The Stasi, East Germany’s state security service, may have been one of the most pervasive secret police agencies that ever existed. It was infamous for its capacity to monitor individuals and control information flows. By 1989, it had almost 100,000 regular employees and, according to some accounts, between 500,000 and two million informants in a country with a population of about 16 million. Its sheer manpower and resources allowed it to permeate society and keep tabs on virtually every aspect of the lives of East German citizens. Thousands of agents worked to tap telephones, infiltrate underground political movements, and report on personal and familial relationships. Officers were even positioned at post offices to open letters and packages entering from or heading to noncommunist countries. For decades, the Stasi was a model for how a highly capable authoritarian regime could use repression to maintain control.
In the wake of the apparent triumph of liberal democracy after the Cold War, police states of this kind no longer seemed viable. Global norms about what constituted a legitimate regime had shifted. At the turn of the millennium, new technologies, including the Internet and the cell phone, promised to empower citizens, allowing individuals greater access to information and the possibility to make new connections and build new communities.
But this wishful vision of a more democratic future proved naive. Instead, new technologies now afford rulers fresh methods for preserving power that in many ways rival, if not improve on, the Stasi’s tactics. Surveillance powered by artificial intelligence (AI), for example, allows despots to automate the monitoring and tracking of their opposition in ways that are far less intrusive than traditional surveillance. Not only do these digital tools enable authoritarian regimes to cast a wider net than with human-dependent methods; they can do so using far fewer resources: no one has to pay a software program to monitor people’s text messages, read their social media posts, or track their movements. And once citizens learn to assume that all those things are happening, they alter their behavior without the regime having to resort to physical repression.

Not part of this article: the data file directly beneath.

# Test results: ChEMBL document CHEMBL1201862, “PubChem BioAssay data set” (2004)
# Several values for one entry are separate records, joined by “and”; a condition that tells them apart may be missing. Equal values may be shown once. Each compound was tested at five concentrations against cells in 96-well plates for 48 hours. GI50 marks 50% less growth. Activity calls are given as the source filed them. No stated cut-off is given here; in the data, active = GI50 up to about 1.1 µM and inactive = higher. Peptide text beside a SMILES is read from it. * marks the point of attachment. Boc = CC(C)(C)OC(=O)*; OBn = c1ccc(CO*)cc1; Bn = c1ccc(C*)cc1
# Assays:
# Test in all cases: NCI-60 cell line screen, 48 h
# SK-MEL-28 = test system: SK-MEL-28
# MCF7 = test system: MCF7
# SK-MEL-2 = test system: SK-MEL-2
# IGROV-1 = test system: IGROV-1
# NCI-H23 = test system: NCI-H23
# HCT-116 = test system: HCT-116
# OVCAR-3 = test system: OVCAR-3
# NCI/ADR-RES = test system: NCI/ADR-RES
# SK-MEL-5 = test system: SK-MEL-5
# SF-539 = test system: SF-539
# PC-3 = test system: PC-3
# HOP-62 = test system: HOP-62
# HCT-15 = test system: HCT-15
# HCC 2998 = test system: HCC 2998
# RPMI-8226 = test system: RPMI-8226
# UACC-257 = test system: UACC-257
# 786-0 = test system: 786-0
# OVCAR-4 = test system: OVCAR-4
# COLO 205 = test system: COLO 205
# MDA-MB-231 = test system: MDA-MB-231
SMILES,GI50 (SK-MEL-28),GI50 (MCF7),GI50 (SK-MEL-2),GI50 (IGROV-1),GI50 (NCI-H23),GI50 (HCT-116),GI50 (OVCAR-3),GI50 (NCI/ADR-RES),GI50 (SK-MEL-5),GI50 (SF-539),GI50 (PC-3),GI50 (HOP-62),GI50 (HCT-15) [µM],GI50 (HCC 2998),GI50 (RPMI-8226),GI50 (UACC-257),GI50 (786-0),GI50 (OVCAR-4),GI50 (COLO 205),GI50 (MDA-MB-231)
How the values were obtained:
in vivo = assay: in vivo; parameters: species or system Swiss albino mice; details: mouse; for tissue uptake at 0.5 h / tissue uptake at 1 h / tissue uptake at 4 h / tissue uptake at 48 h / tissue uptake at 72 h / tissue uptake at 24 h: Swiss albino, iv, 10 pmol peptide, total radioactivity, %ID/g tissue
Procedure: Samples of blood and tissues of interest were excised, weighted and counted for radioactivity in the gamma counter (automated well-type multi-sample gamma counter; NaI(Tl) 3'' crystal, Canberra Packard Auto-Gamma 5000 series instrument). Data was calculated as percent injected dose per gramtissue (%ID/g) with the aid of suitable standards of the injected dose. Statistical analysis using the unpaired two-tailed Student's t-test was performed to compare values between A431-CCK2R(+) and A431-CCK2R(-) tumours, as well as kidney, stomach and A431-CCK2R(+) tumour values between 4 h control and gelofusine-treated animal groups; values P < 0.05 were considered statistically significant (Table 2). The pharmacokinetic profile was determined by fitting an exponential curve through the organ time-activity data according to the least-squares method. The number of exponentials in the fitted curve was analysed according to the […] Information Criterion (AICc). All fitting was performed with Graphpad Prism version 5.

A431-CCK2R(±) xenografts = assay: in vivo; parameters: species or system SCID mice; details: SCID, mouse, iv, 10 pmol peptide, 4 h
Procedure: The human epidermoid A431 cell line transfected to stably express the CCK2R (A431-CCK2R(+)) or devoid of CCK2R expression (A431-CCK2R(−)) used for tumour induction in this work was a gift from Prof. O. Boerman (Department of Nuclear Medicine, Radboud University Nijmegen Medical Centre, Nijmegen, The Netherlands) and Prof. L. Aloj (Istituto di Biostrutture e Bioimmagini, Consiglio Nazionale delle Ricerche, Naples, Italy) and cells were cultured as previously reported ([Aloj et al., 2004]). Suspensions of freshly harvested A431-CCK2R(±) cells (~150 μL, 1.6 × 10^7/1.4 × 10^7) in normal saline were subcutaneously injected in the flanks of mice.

Read the full article in Foreign Affairs.
More from CNAS
The Autocrat’s New Tool Kit
Chinese authorities are now using the tools of big data to detect departures from “normal” behavior among Muslims in the country’s Xinjiang region—and then to identify each su...
By Richard Fontaine & Kara Frederick
The Outlook for Ukraine in 2023
In the latest installment of our “New Year” series, we take stock of where things stand in Ukraine as we head into 2023. Over the past couple of months, the lines of territori...
By Andrea Kendall-Taylor, Jim Townsend, Michael Kofman & Lawrence D. Freedman
How Finnish and Swedish NATO Accession Could Shape the Future Russian Threat
About the Transatlantic Forum on Russia This policy brief is a product of the CNAS Transatlantic Forum on Russia, an initiative designed to spur coordination between the Unite...
By Nicholas Lokker, Jim Townsend, Heli Hautala & Andrea Kendall-Taylor
On Ukraine aid, Republicans should follow the leader
A robust foreign policy is critical to saving lives and in turn creating allies....
By Heather Nauert